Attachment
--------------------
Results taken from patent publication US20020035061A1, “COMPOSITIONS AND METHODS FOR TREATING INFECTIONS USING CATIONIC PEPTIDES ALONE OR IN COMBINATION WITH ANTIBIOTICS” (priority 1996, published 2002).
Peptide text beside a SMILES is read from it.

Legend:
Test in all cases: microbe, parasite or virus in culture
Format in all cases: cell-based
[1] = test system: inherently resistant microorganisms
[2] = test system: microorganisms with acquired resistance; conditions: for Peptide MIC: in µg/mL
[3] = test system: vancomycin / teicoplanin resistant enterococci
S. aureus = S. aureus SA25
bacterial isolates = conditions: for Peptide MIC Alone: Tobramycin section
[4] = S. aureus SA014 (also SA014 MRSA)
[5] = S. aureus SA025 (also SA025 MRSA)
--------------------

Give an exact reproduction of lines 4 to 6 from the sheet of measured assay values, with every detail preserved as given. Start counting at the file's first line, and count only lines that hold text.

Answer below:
Test in all cases: microbe, parasite or virus in culture
Format in all cases: cell-based
[1] = test system: inherently resistant microorganisms